Antecedents and Adoption of E-Banking in Bank Performance: The Perspective of Private Bank Employees

Ibrahim Magboul, muneer abbad
Interdisciplinary Journal of Information, Knowledge, and Management  •  Volume 13  •  2018  •  pp. 361-381

This paper identifies the antecedents that affect E-Banking (EB) adoption and investigates the relationship between the level of EB adoption and the performance of private banks.

Rapid technological advancement has transformed the business environment dramatically. These advancements particularly the Internet has reshaped the way businesses operate. Over the last decade, the banking industry has become highly complex and competitive and operates in a highly volatile and unpredictable global economy. With the increasing demand for electronic services, banks are harnessing EB technology to improve their products and services.

Quantitative research using Structural Equation Modelling (SEM) was carried out with a sample size of 211 by sending questionnaires to employees of six banks in Khartoum, Sudan. The study is based on different technology theories and models.

The study provides insights into the employees’ perception of EB adoption in their banking transactions.

The results showed that four factors are significant in the adoption of EB in Sudan. However, training and user trust were insignificant in determining its adoption. Moreover, the level of adoption of EB significantly affected private bank performance.

Private banks in Sudan that are interested in EB might find these findings helpful in guiding their technology adoption and application initiatives.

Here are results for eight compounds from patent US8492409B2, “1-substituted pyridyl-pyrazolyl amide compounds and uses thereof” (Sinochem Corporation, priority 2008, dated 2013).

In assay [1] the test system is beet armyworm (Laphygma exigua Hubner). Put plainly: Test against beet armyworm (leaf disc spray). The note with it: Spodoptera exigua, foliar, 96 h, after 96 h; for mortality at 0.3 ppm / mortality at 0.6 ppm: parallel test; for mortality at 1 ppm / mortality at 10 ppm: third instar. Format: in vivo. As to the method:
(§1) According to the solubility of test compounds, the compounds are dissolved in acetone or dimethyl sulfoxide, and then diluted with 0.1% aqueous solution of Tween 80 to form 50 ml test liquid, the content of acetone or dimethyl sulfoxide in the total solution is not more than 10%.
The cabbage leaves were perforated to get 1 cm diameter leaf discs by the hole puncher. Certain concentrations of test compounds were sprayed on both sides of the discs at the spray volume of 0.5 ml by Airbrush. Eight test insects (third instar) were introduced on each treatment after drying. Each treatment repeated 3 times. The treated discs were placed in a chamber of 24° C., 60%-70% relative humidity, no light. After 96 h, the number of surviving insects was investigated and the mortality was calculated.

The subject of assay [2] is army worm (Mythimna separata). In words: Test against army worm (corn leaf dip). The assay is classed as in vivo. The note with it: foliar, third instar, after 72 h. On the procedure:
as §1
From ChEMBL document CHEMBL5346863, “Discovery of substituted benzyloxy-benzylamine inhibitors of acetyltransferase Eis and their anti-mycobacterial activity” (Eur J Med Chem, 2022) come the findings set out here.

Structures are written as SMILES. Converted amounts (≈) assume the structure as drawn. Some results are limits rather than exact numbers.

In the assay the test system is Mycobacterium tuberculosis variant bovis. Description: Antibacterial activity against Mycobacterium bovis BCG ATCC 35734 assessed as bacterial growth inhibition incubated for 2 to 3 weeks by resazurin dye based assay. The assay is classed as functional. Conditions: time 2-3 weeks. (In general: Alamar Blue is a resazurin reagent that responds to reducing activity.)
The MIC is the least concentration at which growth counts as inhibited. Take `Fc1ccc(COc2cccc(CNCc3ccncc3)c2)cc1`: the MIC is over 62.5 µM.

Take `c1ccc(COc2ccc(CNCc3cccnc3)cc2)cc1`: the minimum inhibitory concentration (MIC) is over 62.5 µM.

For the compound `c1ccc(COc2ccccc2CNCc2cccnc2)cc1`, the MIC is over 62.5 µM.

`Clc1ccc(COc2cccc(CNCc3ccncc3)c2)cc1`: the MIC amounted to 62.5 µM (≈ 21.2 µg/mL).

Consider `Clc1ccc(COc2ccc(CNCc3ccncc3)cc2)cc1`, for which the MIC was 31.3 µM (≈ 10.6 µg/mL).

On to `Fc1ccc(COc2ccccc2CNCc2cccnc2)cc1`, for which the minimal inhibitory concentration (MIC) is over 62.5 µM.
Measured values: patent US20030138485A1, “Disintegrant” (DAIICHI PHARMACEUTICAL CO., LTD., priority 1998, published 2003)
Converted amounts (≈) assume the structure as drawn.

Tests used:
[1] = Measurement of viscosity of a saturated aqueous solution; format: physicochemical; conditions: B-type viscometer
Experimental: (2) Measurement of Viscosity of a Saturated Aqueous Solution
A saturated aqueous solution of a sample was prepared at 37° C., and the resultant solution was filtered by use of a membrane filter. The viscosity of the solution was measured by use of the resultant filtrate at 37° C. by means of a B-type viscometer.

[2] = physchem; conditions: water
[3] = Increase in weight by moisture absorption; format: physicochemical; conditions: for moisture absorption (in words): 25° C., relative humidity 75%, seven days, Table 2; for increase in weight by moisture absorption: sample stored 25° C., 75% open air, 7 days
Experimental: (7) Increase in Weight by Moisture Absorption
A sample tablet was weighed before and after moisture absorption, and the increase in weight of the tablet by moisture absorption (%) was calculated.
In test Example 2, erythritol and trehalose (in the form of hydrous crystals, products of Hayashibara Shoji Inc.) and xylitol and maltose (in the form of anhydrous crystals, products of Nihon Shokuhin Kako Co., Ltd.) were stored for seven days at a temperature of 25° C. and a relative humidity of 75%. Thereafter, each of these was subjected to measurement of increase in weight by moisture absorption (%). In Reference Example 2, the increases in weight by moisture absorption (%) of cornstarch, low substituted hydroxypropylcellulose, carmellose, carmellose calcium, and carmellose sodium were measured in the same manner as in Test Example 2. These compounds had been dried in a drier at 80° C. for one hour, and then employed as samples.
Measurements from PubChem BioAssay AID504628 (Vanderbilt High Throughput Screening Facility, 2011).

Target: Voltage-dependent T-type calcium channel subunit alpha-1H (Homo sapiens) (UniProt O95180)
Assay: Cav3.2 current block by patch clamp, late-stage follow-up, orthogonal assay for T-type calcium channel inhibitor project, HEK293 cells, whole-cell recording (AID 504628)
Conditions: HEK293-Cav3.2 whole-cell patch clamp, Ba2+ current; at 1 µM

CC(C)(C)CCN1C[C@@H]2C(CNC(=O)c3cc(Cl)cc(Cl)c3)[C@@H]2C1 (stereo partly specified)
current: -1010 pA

To validate the research model, cross data from different countries are encouraged to apply the model to capture the differences and similarities among them. In addition, a longitudinal research could be conducted to gather data for adoption process over a longer period rather than one point of time, to investigate antecedents and bank performance outcomes by the end of the study period. Other antecedents and outcomes could possibly be included to improve the power of the study model.

This study provides a reference for banks with similar developing country backgrounds in adopting EB to enhance their performance. Moreover, knowledge of antecedents and outcomes of EB adoption could be positively reflected in service quality performance.

This research is limited to the employees’ perspective, and future research could consider the perception of customers from a developing country towards EB adoption.

technology acceptance, e-banking, adoption, performance, Sudan
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